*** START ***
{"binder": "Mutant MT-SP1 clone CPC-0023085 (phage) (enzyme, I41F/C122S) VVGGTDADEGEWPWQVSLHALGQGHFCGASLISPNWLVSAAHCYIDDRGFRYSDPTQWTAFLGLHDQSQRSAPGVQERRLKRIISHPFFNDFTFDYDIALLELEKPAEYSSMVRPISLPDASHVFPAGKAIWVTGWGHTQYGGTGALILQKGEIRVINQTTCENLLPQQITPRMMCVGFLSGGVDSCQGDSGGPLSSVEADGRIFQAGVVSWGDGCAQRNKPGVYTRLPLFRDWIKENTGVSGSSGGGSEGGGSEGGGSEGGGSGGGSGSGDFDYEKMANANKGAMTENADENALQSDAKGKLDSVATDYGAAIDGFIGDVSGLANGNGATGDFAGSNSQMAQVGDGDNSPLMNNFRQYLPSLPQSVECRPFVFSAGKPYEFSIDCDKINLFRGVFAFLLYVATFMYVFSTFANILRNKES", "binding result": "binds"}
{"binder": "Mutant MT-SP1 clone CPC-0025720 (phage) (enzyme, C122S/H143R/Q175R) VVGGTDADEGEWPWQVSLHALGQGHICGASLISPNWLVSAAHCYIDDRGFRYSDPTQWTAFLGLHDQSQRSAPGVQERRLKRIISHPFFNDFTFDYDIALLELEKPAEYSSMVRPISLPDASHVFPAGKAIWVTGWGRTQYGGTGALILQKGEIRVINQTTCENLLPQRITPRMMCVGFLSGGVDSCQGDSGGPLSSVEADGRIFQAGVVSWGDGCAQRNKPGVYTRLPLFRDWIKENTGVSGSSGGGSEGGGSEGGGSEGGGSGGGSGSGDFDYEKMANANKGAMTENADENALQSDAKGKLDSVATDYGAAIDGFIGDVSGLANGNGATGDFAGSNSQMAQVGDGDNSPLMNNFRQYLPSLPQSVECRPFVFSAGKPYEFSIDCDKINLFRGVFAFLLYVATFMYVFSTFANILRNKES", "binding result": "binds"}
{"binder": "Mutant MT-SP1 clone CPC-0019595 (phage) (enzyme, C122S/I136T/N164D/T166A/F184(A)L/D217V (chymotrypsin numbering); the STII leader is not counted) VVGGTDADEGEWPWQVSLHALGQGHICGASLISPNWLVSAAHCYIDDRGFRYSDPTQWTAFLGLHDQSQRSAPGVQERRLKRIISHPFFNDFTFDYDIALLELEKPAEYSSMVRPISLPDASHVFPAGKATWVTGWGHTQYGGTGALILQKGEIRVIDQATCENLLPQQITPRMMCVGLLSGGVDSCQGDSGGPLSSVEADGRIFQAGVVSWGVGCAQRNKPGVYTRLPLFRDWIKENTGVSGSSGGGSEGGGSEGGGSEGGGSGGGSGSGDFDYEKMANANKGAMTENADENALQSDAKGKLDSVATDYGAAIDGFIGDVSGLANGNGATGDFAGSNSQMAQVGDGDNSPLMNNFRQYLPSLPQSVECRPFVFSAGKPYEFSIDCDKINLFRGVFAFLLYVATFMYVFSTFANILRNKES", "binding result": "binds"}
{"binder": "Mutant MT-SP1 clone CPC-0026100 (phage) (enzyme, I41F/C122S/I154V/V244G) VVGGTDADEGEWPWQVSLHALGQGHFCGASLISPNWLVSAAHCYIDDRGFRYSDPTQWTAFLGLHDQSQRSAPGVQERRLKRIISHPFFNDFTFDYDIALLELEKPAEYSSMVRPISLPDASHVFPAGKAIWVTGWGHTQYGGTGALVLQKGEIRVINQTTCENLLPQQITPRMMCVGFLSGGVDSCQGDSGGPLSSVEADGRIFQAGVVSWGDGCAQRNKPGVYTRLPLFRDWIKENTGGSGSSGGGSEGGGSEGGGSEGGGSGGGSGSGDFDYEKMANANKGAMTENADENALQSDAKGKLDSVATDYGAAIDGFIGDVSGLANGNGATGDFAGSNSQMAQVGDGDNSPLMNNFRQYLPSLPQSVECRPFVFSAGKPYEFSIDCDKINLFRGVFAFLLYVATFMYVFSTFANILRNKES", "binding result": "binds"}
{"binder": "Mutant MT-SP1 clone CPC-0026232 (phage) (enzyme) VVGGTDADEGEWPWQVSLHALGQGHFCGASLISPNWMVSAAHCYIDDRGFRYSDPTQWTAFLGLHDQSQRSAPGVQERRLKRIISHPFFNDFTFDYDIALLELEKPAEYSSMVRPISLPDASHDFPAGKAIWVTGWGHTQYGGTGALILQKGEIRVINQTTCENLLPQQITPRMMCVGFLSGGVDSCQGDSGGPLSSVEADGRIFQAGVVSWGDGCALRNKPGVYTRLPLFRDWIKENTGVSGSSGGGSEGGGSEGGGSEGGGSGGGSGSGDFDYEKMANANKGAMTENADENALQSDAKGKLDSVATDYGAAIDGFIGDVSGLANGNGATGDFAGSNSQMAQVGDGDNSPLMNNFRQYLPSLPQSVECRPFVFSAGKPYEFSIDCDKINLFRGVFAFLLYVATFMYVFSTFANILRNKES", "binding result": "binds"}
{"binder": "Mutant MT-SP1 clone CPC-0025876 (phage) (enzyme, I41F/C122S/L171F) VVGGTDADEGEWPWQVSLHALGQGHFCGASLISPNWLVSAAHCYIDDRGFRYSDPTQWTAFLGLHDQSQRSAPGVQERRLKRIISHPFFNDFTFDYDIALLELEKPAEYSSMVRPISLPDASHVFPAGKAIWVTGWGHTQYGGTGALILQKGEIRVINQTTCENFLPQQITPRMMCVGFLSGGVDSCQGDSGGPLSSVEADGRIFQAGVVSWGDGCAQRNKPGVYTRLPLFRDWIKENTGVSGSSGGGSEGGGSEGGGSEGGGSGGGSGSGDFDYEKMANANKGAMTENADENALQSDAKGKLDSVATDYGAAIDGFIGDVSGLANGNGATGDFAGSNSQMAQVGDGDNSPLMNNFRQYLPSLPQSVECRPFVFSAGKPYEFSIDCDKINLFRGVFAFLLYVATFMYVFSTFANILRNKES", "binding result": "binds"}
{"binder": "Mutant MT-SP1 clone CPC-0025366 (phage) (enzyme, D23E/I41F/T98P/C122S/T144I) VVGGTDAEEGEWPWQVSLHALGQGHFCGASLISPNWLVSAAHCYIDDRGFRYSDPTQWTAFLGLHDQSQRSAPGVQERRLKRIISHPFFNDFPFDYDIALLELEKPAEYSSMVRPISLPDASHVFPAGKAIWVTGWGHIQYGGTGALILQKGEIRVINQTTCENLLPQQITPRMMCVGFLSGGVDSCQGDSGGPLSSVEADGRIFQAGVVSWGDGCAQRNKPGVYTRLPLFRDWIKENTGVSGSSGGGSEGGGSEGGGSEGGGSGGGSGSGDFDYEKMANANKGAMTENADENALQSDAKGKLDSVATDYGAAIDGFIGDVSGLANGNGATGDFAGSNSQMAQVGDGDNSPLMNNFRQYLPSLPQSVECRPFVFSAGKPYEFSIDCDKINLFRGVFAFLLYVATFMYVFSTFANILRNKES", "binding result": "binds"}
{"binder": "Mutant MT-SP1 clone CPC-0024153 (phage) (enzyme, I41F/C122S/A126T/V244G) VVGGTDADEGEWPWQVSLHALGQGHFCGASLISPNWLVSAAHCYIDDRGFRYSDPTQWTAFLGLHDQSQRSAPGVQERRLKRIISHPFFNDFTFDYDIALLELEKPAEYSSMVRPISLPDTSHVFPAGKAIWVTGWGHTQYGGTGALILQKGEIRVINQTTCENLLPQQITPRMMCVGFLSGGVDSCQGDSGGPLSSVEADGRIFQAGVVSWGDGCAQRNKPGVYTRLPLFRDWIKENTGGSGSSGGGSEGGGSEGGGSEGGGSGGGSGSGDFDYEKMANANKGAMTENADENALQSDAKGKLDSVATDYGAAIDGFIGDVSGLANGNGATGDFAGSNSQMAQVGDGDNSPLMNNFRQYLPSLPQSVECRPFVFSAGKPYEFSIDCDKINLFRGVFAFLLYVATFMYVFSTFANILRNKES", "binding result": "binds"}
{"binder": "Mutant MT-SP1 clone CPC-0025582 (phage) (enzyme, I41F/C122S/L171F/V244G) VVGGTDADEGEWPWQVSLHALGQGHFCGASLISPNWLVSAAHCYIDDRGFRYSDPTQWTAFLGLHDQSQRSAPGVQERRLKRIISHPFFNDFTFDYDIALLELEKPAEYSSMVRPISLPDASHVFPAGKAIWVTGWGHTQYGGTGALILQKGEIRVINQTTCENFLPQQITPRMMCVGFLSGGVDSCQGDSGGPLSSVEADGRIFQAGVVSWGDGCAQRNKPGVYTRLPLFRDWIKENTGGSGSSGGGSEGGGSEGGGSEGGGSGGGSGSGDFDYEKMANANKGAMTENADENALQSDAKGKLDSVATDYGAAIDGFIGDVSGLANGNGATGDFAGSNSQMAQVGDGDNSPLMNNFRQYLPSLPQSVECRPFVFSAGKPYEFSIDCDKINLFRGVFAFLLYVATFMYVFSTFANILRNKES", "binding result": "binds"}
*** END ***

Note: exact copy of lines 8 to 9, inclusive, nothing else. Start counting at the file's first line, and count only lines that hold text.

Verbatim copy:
{"binder": "Mutant MT-SP1 clone CPC-0024153 (phage) (enzyme, I41F/C122S/A126T/V244G) VVGGTDADEGEWPWQVSLHALGQGHFCGASLISPNWLVSAAHCYIDDRGFRYSDPTQWTAFLGLHDQSQRSAPGVQERRLKRIISHPFFNDFTFDYDIALLELEKPAEYSSMVRPISLPDTSHVFPAGKAIWVTGWGHTQYGGTGALILQKGEIRVINQTTCENLLPQQITPRMMCVGFLSGGVDSCQGDSGGPLSSVEADGRIFQAGVVSWGDGCAQRNKPGVYTRLPLFRDWIKENTGGSGSSGGGSEGGGSEGGGSEGGGSGGGSGSGDFDYEKMANANKGAMTENADENALQSDAKGKLDSVATDYGAAIDGFIGDVSGLANGNGATGDFAGSNSQMAQVGDGDNSPLMNNFRQYLPSLPQSVECRPFVFSAGKPYEFSIDCDKINLFRGVFAFLLYVATFMYVFSTFANILRNKES", "binding result": "binds"}
{"binder": "Mutant MT-SP1 clone CPC-0025582 (phage) (enzyme, I41F/C122S/L171F/V244G) VVGGTDADEGEWPWQVSLHALGQGHFCGASLISPNWLVSAAHCYIDDRGFRYSDPTQWTAFLGLHDQSQRSAPGVQERRLKRIISHPFFNDFTFDYDIALLELEKPAEYSSMVRPISLPDASHVFPAGKAIWVTGWGHTQYGGTGALILQKGEIRVINQTTCENFLPQQITPRMMCVGFLSGGVDSCQGDSGGPLSSVEADGRIFQAGVVSWGDGCAQRNKPGVYTRLPLFRDWIKENTGGSGSSGGGSEGGGSEGGGSEGGGSGGGSGSGDFDYEKMANANKGAMTENADENALQSDAKGKLDSVATDYGAAIDGFIGDVSGLANGNGATGDFAGSNSQMAQVGDGDNSPLMNNFRQYLPSLPQSVECRPFVFSAGKPYEFSIDCDKINLFRGVFAFLLYVATFMYVFSTFANILRNKES", "binding result": "binds"}